When working out the “hows” and “what ifs” of full-timing, most prospective full-timers focus on costs like fuel, RV park fees, and the how-to of keeping up with medical. One person thinking about the lifestyle had a provocative question: What kind of costs will I have in keeping up the RV?
Sticks-and-bricks homes all have their points of long-term care: reroofing, new flooring, appliances that go belly-up. What about long-term care of an RV? After all, not everyone will have the financial resources (nor necessarily the desire) to replace their full-timing RV every few years. What might you expect to “go wrong” if you keep the same rig for a decade or two?
Here are a few things to plan for:
Tires: Good for perhaps seven years, even if you don’t drive too much. Most RV tires need to be replaced because of weathering while they still have plenty of tread left.
Roofing: While your sticks-and-bricks may need a new set of “3-tab asphalt shingles,” happily, a well-maintained RV roof can last a good while. Metal- or fiberglass-roofed RVs can practically go forever, while EPDM rubber roofs need far more care. Manufacturers will swear your roof should last ten years – yeah, maybe. Our experience shows coating it with Heng’s Rubber Roof Coating can buy time. Regular maintenance of all seals is a MUST.
Appliances: While a propane range may last forever, microwave ovens, refrigerators, furnaces, water heaters, and air conditioners don’t. We’ve replaced “RV” microwave ovens with low-cost alternatives from big box stores. Water heaters need regular maintenance to prevent the need for total replacement. Furnaces – well, our “park trailer” furnace ate a motor. But in our other rigs, we often don’t use a factory furnace but put in a “blue flame”-style heater. Costs a lot less to feed, and less moving parts to poop out. Air conditioners can’t be “recharged,” and if a major component goes, plan on a full replacement.
RV refrigerators are an Achilles heel. Run off level, absorption refrigerators (the most common in RVs) can terminally clog up. Even with care, cooling units can go south. Before you buy a “new” refrigerator, ask about the comparative cost of replacing a cooling unit. If you’re good at do-it-yourself, you’ll find replacing your own cooling unit much less expensive than a new fridge.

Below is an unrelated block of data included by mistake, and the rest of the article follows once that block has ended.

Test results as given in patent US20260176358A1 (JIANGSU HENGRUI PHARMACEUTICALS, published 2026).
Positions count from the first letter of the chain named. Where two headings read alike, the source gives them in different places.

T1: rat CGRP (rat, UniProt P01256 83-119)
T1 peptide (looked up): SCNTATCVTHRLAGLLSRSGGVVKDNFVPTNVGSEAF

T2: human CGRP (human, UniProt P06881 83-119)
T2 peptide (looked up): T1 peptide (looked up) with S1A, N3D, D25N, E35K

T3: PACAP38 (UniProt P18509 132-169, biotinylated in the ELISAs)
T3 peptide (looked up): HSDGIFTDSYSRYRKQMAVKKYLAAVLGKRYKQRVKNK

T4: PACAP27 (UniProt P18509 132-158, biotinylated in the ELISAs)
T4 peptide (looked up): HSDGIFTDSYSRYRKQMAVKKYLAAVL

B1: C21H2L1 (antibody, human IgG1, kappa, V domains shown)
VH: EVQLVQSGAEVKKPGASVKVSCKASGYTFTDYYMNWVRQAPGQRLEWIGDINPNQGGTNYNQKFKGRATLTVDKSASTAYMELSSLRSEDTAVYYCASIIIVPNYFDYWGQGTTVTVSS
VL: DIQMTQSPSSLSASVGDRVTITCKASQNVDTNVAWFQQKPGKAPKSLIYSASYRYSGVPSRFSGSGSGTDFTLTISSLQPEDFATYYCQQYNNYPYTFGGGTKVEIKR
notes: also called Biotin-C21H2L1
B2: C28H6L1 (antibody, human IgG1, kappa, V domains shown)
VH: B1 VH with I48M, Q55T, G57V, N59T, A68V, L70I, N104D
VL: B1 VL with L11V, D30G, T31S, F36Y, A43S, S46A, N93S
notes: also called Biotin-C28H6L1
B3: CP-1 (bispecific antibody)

Flooring: Carpets wear out, and if it’s a color that shows dirt, RV carpet can look shabby in a hurry. We replaced our original carpets in a 1980s-era fifth wheel with a Pergo-like laminate and loved it. Happily the small footprint of an RV translates into less expense than replacing a whole “house full” of carpet in a sticks-and-bricks home.
RV peculiar stuff: Plan on investing in new roof vent “covers,” or lids. The UV will eat them up, and they’ll crack and subsequently leak. It’s an easy do-it-yourself project – if you don’t mind heading up on the roof. Less than $30 each if you shop around.
We’ve had some problems with crank-up TV antennas. Sometimes the gears catch and chew themselves up. Occasionally, UV will eat away at the coaxial cable, ruining the signal, usually at the point in the whodunit when you’ll learn whodidit.
Drive train: If your rig is a motorhome, you’ll have all the things that your car does that can go wrong. Alternators, radiators, fuel pumps—all those costly costly trinkets that bring a smile to a mechanic. Keep the oil changed, do your maintenance, and set aside money. The same is true for those that tow their full-time home around.
How does it break down? If you’re the kind of person who likes to stay on top of maintenance in your ground-based home and carry that spirit over to your full-time rig, it’s likely that living in a full-time RV will actually cost you less than keeping up a mid-sized home. And you won’t need to worry about mowing the grass. One of the happiest days of my life was when I threw out the lawn mower.